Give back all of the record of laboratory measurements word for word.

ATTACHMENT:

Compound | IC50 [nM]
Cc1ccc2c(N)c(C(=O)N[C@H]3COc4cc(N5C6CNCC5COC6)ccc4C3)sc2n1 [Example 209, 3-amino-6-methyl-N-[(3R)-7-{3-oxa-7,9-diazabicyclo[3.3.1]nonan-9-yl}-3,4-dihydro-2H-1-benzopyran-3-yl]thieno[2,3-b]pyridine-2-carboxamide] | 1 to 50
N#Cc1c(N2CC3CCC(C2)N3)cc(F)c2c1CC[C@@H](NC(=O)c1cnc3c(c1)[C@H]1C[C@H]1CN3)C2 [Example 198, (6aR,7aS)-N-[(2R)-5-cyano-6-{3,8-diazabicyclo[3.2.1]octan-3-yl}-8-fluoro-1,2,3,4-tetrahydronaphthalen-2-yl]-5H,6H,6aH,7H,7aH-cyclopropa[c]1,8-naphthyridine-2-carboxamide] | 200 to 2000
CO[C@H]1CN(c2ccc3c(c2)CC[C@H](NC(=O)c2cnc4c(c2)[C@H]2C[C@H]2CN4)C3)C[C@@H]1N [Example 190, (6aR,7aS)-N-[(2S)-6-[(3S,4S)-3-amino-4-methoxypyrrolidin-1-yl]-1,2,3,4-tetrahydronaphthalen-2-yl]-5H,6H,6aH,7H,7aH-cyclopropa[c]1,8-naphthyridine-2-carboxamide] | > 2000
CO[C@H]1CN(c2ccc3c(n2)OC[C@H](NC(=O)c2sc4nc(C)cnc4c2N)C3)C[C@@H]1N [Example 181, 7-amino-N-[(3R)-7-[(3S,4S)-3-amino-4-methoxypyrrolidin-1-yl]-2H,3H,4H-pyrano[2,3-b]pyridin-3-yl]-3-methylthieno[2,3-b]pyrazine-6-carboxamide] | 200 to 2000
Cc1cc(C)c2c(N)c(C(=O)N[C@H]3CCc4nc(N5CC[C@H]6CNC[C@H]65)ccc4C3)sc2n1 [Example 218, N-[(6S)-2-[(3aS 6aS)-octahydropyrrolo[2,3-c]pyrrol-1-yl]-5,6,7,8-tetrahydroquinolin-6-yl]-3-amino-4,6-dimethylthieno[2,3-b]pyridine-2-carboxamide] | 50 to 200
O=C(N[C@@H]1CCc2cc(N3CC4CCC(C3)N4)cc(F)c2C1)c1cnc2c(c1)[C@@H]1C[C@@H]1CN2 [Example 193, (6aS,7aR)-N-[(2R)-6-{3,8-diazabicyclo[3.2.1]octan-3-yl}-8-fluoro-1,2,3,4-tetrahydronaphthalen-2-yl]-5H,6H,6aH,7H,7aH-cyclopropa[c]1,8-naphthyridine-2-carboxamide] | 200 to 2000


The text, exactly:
Compound | IC50 [nM]
Cc1ccc2c(N)c(C(=O)N[C@H]3COc4cc(N5C6CNCC5COC6)ccc4C3)sc2n1 [Example 209, 3-amino-6-methyl-N-[(3R)-7-{3-oxa-7,9-diazabicyclo[3.3.1]nonan-9-yl}-3,4-dihydro-2H-1-benzopyran-3-yl]thieno[2,3-b]pyridine-2-carboxamide] | 1 to 50
N#Cc1c(N2CC3CCC(C2)N3)cc(F)c2c1CC[C@@H](NC(=O)c1cnc3c(c1)[C@H]1C[C@H]1CN3)C2 [Example 198, (6aR,7aS)-N-[(2R)-5-cyano-6-{3,8-diazabicyclo[3.2.1]octan-3-yl}-8-fluoro-1,2,3,4-tetrahydronaphthalen-2-yl]-5H,6H,6aH,7H,7aH-cyclopropa[c]1,8-naphthyridine-2-carboxamide] | 200 to 2000
CO[C@H]1CN(c2ccc3c(c2)CC[C@H](NC(=O)c2cnc4c(c2)[C@H]2C[C@H]2CN4)C3)C[C@@H]1N [Example 190, (6aR,7aS)-N-[(2S)-6-[(3S,4S)-3-amino-4-methoxypyrrolidin-1-yl]-1,2,3,4-tetrahydronaphthalen-2-yl]-5H,6H,6aH,7H,7aH-cyclopropa[c]1,8-naphthyridine-2-carboxamide] | > 2000
CO[C@H]1CN(c2ccc3c(n2)OC[C@H](NC(=O)c2sc4nc(C)cnc4c2N)C3)C[C@@H]1N [Example 181, 7-amino-N-[(3R)-7-[(3S,4S)-3-amino-4-methoxypyrrolidin-1-yl]-2H,3H,4H-pyrano[2,3-b]pyridin-3-yl]-3-methylthieno[2,3-b]pyrazine-6-carboxamide] | 200 to 2000
Cc1cc(C)c2c(N)c(C(=O)N[C@H]3CCc4nc(N5CC[C@H]6CNC[C@H]65)ccc4C3)sc2n1 [Example 218, N-[(6S)-2-[(3aS 6aS)-octahydropyrrolo[2,3-c]pyrrol-1-yl]-5,6,7,8-tetrahydroquinolin-6-yl]-3-amino-4,6-dimethylthieno[2,3-b]pyridine-2-carboxamide] | 50 to 200
O=C(N[C@@H]1CCc2cc(N3CC4CCC(C3)N4)cc(F)c2C1)c1cnc2c(c1)[C@@H]1C[C@@H]1CN2 [Example 193, (6aS,7aR)-N-[(2R)-6-{3,8-diazabicyclo[3.2.1]octan-3-yl}-8-fluoro-1,2,3,4-tetrahydronaphthalen-2-yl]-5H,6H,6aH,7H,7aH-cyclopropa[c]1,8-naphthyridine-2-carboxamide] | 200 to 2000